I am writing today to announce the closure of the New Mexico Independent. After three and a half years of operation in New Mexico, the board of the American Independent News Network, has decided to shift publication of its news…
AG stands by letter, disagrees with nonprofit over ‘campaign mailers’
LAS CRUCES — The Attorney General’s Office is standing by its assertion that a nonprofit’s activities have crossed the line between policy lobbying and political campaigning and its prior advice that the group comply with campaign finance reporting laws.
“There’s an old saying that if it walks like a duck and quacks like a duck, then it’s probably a duck,” King said in the release. “And I think we know a duck when we see one.”
Meanwhile, a group that oversees the nonprofit in question said it disagreed with the Attorney General’s position.
The statement from Attorney General Gary King was issued this afternoon in a strongly worded news release. The release appeared to be a direct response to an article in the New Mexico Independent published earlier today in which the deputy secretary of state was quoted as saying the AG’s office had told him to disregard that advice.
The release said King stands by a letter from his chief deputy Albert Lama.
“Despite some reports to the contrary, we fully support our earlier position in a letter that the Secretary of State’s office needs to tell New Mexico Youth Organization (NMYO) to immediately comply with the law,” King said. “Due to the spread of misinformation there seems to be some thought that my office had ‘disavowed’ our letter or told the secretary of state to ‘ignore’ our advice. That is just not true.”
“If the deputy secretary of state thought we had instructed him to simply ignore our letter, then that was a misunderstanding on his part of what was said,” King said in the release.
The Attorney General’s press release went on to say that his office continues to firmly support the position in the letter. But at the same time it says the AG is continuing to study the issue.
That ongoing effort took place after the Secretary of State’s Office forwarded a letter from the Center for Civic Policy (CCP), which oversees the nonprofit at the center of the controversy, New Mexico Youth Organized. "In the letter, the (Center for Civic Policy) set forth a number of claims supporting NMYO’s actions and urged the Secretary of State not to grant the (Attorney General’s) request. Before they made a decision to disregard or follow the AG’s advice, the SOS was asked to let the AG’s office closely examine the CCP’s claims and report back. That is where the issue stands today."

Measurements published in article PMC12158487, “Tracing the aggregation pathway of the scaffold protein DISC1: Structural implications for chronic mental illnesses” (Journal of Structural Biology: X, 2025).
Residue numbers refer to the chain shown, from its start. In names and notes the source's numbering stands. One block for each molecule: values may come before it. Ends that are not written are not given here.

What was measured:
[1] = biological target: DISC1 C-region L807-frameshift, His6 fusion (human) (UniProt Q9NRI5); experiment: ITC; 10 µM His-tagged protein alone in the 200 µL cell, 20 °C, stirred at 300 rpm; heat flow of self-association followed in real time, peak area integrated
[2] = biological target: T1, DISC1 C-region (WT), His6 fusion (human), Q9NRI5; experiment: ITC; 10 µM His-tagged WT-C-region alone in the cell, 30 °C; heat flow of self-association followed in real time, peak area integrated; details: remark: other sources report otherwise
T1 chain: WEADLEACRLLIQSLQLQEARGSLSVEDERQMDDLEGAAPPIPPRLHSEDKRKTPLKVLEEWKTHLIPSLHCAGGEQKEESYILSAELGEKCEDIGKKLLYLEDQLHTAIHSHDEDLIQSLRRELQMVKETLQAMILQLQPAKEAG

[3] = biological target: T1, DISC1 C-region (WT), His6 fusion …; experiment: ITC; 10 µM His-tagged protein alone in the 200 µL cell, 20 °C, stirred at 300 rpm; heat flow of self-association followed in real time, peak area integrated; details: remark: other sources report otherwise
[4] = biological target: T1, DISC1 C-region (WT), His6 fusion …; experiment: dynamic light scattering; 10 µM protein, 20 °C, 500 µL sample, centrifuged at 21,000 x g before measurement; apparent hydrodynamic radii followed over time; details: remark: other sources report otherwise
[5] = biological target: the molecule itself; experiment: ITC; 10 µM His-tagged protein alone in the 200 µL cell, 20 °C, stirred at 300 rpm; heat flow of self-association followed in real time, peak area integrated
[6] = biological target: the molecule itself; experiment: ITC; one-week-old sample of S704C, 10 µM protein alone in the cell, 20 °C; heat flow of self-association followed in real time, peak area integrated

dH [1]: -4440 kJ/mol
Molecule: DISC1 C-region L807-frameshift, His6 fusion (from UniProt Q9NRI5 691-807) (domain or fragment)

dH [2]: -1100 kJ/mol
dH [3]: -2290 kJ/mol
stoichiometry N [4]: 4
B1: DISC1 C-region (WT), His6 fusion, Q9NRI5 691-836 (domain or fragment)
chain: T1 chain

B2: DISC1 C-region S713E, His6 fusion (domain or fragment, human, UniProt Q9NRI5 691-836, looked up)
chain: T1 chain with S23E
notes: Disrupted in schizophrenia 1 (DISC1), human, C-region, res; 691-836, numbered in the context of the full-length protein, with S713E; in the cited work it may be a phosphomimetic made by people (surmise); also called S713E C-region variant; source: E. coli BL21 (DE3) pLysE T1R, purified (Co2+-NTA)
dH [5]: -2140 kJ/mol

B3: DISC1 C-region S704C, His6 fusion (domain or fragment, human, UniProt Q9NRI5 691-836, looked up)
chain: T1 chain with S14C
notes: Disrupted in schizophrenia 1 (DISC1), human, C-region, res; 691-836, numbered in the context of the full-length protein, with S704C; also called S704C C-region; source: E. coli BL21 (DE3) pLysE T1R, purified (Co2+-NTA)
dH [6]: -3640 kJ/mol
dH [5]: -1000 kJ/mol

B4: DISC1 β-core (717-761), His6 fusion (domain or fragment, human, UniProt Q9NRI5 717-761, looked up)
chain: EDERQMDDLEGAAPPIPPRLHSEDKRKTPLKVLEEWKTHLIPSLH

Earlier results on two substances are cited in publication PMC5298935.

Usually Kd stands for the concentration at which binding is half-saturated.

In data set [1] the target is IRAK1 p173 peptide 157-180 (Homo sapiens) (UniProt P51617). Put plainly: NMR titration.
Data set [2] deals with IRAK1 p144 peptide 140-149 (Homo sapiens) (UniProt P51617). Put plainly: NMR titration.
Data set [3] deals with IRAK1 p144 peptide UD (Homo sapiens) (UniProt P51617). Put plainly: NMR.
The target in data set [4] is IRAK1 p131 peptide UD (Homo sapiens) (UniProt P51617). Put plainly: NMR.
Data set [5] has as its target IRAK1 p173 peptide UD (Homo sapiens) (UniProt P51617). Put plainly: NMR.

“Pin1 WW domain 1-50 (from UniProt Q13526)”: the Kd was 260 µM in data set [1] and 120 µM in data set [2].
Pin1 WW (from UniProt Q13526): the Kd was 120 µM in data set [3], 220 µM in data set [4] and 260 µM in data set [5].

Phil Sisneros, a spokesman for the Attorney General’s office, said Friday the only reason the secretary of state hasn’t acted is because the AG asked that office to hold off while it considered the arguments of the Center for Civic Policy.
“We wanted to see what the Center for Civic Policy was saying too, why they were saying our advice was incorrect or flawed,” Sisneros said. “We’re doing the due diligence on this.”
Lest anyone think that means King’s office might back away from Lama’s letter, Sisneros said in an interview that isn’t going to happen.
“We’re pretty firm in the position,” he said. But Sisneros also told the Independent on Thursday that the office remains open to how it would decide the issue.
Sisneros said there’s no timeline for when the AG will complete its review of the Center for Civic Policy’s arguments.
The Independent article was headlined “Ignore that letter” and quoted Deputy Secretary of State Don Francisco Trujillo as saying that, after Lama sent the May 22 letter telling the secretary of state to change the status of New Mexico Youth Organized (NMYO), Lama called and told him “to disregard (the letter) or set it aside. I don’t remember the exact terminology. The message was, ‘We’ve decided that is not our final say.’”
Contacted Friday after the AG had issued its press release, Trujillo said the Independent had quoted him correctly. He also said no one from the AG’s office had called him to tell him that the situation had changed.
AG says mailers were campaign materials
The controversy surrounds mailers NMYO, its parent non-profit the Center for Civic Policy and other progressive groups sent two to three months before the June primary targeting several Democratic lawmakers. Though Lama’s letter doesn’t mention the mailers, today’s news release state’s that the AG’s opinion is based at least in part on the belief that the mailers were campaign materials, not lobbying materials.
Officials with NMYO and the Center for Civic Policy argue that the mailers were policy-based and aimed to influence lawmakers in advance of the approaching special session and had nothing to do with the election. They point to the fact that the mailers stopped two months before the election and say some lawmakers who weren’t in hotly contested races were targeted along with those who lost at the hands of progressives.
King isn’t buying it.
“The group claims that the mailers it sent out were not campaign materials,” his news release states. “The attorney general disagrees.”
The policy director for the Center for Civic Policy, Matt Brix, said in an interview that the group is “disappointed in the directive that Attorney General King’s office has released, and we strongly disagree with their conclusions reached.”
Despite the AG’s advice, the secretary of state’s office hasn’t changed the status of NMYO. Officials have said that is because the situation is still under review.
And even after the AG reaches a conclusion, that doesn’t necessarily mean the secretary of state will follow the AG’s advice. Lama’s original letter states that it followed an April 25 letter in which the secretary of state decided that NMYO was a lobbying organization not subject to the Campaign Practices Act.